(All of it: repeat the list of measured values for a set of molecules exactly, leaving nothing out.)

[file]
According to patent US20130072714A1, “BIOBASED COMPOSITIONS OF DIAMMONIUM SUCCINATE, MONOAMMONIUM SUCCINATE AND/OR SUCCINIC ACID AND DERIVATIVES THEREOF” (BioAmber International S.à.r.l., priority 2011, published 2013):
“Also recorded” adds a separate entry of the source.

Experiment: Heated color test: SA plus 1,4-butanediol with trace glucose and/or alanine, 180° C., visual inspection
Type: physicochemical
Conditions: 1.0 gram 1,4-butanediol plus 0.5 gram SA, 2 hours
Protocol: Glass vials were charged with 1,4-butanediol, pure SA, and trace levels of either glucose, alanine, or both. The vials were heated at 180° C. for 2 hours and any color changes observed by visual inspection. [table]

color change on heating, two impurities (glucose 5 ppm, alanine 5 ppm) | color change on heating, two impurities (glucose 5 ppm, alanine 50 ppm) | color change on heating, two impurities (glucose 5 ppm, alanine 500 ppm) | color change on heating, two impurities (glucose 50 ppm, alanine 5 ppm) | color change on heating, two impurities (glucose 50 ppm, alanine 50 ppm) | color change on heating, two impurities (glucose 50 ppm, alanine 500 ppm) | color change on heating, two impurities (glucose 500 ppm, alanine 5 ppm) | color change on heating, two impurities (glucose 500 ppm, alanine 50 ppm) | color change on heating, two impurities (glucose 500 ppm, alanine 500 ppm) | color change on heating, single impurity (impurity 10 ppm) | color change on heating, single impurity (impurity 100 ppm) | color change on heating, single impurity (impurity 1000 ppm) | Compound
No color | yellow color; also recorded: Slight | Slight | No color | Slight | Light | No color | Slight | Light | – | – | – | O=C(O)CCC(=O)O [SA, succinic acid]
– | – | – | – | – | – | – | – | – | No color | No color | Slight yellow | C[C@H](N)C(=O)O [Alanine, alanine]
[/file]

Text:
According to patent US20130072714A1, “BIOBASED COMPOSITIONS OF DIAMMONIUM SUCCINATE, MONOAMMONIUM SUCCINATE AND/OR SUCCINIC ACID AND DERIVATIVES THEREOF” (BioAmber International S.à.r.l., priority 2011, published 2013):
“Also recorded” adds a separate entry of the source.

Experiment: Heated color test: SA plus 1,4-butanediol with trace glucose and/or alanine, 180° C., visual inspection
Type: physicochemical
Conditions: 1.0 gram 1,4-butanediol plus 0.5 gram SA, 2 hours
Protocol: Glass vials were charged with 1,4-butanediol, pure SA, and trace levels of either glucose, alanine, or both. The vials were heated at 180° C. for 2 hours and any color changes observed by visual inspection. [table]

color change on heating, two impurities (glucose 5 ppm, alanine 5 ppm) | color change on heating, two impurities (glucose 5 ppm, alanine 50 ppm) | color change on heating, two impurities (glucose 5 ppm, alanine 500 ppm) | color change on heating, two impurities (glucose 50 ppm, alanine 5 ppm) | color change on heating, two impurities (glucose 50 ppm, alanine 50 ppm) | color change on heating, two impurities (glucose 50 ppm, alanine 500 ppm) | color change on heating, two impurities (glucose 500 ppm, alanine 5 ppm) | color change on heating, two impurities (glucose 500 ppm, alanine 50 ppm) | color change on heating, two impurities (glucose 500 ppm, alanine 500 ppm) | color change on heating, single impurity (impurity 10 ppm) | color change on heating, single impurity (impurity 100 ppm) | color change on heating, single impurity (impurity 1000 ppm) | Compound
No color | yellow color; also recorded: Slight | Slight | No color | Slight | Light | No color | Slight | Light | – | – | – | O=C(O)CCC(=O)O [SA, succinic acid]
– | – | – | – | – | – | – | – | – | No color | No color | Slight yellow | C[C@H](N)C(=O)O [Alanine, alanine]